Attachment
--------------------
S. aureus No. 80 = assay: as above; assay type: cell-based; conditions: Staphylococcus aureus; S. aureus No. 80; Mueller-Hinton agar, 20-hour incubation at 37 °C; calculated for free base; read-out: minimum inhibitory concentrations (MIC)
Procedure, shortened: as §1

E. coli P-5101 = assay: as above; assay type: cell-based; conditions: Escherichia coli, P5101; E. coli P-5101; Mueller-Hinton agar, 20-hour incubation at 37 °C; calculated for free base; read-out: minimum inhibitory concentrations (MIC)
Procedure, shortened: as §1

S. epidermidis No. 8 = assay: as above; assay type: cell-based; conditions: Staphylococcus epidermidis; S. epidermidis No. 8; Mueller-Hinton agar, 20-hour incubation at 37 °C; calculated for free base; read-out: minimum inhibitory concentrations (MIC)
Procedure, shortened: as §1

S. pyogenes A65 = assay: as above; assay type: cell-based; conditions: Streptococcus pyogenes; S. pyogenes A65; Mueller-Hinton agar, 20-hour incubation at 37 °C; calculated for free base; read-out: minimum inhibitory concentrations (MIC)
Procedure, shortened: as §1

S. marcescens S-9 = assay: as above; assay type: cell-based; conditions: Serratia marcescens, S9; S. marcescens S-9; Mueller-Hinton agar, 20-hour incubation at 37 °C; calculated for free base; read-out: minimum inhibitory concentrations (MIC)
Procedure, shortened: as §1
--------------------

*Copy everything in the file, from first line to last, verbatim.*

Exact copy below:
S. aureus No. 80 = assay: as above; assay type: cell-based; conditions: Staphylococcus aureus; S. aureus No. 80; Mueller-Hinton agar, 20-hour incubation at 37 °C; calculated for free base; read-out: minimum inhibitory concentrations (MIC)
Procedure, shortened: as §1

E. coli P-5101 = assay: as above; assay type: cell-based; conditions: Escherichia coli, P5101; E. coli P-5101; Mueller-Hinton agar, 20-hour incubation at 37 °C; calculated for free base; read-out: minimum inhibitory concentrations (MIC)
Procedure, shortened: as §1

S. epidermidis No. 8 = assay: as above; assay type: cell-based; conditions: Staphylococcus epidermidis; S. epidermidis No. 8; Mueller-Hinton agar, 20-hour incubation at 37 °C; calculated for free base; read-out: minimum inhibitory concentrations (MIC)
Procedure, shortened: as §1

S. pyogenes A65 = assay: as above; assay type: cell-based; conditions: Streptococcus pyogenes; S. pyogenes A65; Mueller-Hinton agar, 20-hour incubation at 37 °C; calculated for free base; read-out: minimum inhibitory concentrations (MIC)
Procedure, shortened: as §1

S. marcescens S-9 = assay: as above; assay type: cell-based; conditions: Serratia marcescens, S9; S. marcescens S-9; Mueller-Hinton agar, 20-hour incubation at 37 °C; calculated for free base; read-out: minimum inhibitory concentrations (MIC)
Procedure, shortened: as §1